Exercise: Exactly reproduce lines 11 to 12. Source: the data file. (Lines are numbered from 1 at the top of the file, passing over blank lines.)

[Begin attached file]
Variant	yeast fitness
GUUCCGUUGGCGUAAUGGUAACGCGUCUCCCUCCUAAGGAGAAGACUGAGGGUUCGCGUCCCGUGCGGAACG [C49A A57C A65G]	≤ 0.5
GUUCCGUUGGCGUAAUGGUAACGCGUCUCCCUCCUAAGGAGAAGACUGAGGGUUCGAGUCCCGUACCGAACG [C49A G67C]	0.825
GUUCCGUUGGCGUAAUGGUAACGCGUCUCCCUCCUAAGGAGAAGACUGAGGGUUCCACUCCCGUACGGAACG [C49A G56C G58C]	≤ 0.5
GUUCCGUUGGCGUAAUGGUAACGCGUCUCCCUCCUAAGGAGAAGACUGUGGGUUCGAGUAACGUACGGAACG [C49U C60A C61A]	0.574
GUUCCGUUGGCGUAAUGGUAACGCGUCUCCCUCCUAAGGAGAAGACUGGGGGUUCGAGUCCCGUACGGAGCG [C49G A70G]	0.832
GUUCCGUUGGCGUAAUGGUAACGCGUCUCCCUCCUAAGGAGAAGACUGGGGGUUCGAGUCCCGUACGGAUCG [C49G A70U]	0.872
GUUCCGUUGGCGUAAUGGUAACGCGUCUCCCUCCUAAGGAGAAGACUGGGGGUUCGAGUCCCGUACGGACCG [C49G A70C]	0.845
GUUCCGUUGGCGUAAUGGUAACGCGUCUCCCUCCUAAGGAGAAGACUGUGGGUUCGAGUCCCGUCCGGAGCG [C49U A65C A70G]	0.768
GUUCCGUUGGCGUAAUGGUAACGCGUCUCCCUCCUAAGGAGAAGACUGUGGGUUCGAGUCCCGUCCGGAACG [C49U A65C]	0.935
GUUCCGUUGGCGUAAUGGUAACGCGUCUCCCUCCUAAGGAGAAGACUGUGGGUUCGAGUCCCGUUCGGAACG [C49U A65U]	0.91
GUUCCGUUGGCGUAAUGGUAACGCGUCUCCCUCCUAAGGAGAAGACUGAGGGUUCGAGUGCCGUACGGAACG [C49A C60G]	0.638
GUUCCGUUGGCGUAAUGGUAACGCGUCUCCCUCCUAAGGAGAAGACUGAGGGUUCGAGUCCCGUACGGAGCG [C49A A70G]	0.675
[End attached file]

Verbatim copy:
GUUCCGUUGGCGUAAUGGUAACGCGUCUCCCUCCUAAGGAGAAGACUGUGGGUUCGAGUCCCGUUCGGAACG [C49U A65U]	0.91
GUUCCGUUGGCGUAAUGGUAACGCGUCUCCCUCCUAAGGAGAAGACUGAGGGUUCGAGUGCCGUACGGAACG [C49A C60G]	0.638